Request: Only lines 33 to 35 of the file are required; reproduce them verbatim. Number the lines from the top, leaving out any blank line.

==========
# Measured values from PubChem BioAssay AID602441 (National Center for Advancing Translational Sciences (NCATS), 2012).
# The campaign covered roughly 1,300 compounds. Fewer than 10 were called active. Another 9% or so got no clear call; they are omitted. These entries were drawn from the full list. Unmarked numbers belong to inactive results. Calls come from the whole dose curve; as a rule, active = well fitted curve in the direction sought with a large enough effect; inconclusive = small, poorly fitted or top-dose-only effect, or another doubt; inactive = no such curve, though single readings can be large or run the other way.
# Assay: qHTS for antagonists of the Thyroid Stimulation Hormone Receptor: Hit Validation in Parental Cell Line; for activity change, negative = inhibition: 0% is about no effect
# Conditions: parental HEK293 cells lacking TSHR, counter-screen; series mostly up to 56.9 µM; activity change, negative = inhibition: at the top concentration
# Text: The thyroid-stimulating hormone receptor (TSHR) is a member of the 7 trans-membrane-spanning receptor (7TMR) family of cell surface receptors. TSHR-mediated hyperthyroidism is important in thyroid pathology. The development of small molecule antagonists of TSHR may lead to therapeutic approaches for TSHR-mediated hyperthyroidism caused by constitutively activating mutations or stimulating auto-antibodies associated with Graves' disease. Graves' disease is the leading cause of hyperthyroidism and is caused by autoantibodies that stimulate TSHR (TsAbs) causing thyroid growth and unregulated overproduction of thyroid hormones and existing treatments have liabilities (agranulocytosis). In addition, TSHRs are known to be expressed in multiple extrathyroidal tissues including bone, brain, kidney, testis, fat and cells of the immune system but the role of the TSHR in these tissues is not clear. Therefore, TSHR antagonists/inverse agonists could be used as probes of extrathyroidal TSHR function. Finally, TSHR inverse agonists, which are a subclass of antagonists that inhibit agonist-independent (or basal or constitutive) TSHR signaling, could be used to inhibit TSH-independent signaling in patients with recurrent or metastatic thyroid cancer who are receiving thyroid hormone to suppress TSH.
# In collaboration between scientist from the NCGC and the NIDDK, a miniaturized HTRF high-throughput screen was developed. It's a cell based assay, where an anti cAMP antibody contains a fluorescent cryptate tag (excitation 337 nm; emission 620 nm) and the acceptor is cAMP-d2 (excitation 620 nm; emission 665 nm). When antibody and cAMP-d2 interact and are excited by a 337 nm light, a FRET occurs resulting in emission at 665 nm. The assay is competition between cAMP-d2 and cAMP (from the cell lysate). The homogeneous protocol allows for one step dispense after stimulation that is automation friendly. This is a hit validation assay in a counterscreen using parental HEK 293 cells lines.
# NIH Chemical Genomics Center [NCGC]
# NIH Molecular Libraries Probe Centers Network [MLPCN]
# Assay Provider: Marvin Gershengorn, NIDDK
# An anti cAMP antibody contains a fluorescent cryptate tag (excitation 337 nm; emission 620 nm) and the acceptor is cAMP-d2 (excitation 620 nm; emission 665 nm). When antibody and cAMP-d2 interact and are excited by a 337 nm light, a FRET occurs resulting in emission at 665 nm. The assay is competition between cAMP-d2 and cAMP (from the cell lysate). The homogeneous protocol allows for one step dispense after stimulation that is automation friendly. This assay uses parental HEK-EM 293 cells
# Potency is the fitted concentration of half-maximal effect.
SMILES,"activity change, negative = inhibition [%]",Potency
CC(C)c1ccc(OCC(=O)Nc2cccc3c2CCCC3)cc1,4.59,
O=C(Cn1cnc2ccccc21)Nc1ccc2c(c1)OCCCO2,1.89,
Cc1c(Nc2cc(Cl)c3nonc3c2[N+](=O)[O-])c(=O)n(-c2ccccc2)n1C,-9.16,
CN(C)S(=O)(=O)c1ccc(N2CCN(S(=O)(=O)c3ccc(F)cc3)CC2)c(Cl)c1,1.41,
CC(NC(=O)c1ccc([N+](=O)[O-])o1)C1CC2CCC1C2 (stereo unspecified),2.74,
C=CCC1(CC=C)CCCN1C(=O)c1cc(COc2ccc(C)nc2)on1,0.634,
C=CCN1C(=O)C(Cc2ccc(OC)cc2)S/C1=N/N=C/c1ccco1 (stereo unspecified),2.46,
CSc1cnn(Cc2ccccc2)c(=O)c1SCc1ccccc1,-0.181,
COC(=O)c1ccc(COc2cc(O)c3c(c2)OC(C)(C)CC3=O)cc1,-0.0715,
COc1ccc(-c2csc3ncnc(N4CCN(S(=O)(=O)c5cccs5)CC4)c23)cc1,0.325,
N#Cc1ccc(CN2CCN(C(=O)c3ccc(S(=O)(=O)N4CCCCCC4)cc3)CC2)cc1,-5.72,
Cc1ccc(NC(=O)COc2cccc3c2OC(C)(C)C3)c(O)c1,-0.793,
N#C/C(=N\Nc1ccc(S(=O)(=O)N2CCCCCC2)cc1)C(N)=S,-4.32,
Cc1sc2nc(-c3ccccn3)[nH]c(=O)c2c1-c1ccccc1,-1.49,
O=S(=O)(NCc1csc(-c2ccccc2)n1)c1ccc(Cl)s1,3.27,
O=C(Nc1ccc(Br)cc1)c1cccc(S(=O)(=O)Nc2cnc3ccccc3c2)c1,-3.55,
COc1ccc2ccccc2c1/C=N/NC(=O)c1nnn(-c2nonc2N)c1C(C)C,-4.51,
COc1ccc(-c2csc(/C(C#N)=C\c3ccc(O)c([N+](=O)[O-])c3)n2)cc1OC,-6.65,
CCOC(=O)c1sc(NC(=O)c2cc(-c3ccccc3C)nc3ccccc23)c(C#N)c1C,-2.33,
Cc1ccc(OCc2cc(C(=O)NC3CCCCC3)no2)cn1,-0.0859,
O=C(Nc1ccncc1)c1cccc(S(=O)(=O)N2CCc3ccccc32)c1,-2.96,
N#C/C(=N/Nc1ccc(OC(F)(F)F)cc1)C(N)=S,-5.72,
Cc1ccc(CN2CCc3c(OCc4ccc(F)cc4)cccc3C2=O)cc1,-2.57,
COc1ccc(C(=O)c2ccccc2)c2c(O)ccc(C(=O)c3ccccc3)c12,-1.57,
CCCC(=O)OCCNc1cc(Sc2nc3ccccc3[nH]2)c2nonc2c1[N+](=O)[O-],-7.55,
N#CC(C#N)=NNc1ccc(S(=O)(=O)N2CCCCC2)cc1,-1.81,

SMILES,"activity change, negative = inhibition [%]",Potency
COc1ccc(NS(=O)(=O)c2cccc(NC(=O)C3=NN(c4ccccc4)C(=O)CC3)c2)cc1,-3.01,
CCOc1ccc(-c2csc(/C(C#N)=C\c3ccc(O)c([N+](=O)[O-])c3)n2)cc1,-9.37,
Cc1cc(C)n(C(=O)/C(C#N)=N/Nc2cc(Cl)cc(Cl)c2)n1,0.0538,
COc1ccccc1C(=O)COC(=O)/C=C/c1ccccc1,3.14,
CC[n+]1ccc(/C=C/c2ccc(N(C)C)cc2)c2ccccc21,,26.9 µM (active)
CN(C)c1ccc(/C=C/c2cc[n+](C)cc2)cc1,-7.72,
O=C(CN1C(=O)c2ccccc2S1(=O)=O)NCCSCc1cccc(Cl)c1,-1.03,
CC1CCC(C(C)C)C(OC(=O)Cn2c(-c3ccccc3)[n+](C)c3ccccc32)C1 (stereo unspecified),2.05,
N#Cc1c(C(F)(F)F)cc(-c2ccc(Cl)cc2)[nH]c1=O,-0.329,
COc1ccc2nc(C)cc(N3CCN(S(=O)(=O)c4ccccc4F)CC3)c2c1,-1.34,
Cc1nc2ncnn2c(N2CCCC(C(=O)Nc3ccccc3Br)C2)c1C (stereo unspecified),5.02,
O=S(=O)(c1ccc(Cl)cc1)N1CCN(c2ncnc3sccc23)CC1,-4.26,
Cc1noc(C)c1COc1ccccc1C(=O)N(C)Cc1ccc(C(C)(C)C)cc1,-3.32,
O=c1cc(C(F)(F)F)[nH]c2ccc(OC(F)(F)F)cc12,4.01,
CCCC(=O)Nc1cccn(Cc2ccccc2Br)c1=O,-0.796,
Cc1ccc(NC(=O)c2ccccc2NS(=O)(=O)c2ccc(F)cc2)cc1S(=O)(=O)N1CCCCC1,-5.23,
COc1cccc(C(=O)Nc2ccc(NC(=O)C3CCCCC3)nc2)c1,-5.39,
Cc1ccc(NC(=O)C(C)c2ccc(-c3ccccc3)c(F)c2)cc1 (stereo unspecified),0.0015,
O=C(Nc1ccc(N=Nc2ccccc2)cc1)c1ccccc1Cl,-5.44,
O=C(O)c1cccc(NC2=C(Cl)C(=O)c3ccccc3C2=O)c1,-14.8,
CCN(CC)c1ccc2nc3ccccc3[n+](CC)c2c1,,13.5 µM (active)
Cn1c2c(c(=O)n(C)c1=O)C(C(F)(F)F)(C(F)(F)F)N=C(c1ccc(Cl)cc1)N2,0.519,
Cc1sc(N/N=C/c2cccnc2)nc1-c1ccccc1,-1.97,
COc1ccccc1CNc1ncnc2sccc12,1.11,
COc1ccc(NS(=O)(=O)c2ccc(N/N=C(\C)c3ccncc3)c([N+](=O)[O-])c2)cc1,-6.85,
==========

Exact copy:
O=C(Nc1ccncc1)c1cccc(S(=O)(=O)N2CCc3ccccc32)c1,-2.96,
N#C/C(=N/Nc1ccc(OC(F)(F)F)cc1)C(N)=S,-5.72,
Cc1ccc(CN2CCc3c(OCc4ccc(F)cc4)cccc3C2=O)cc1,-2.57,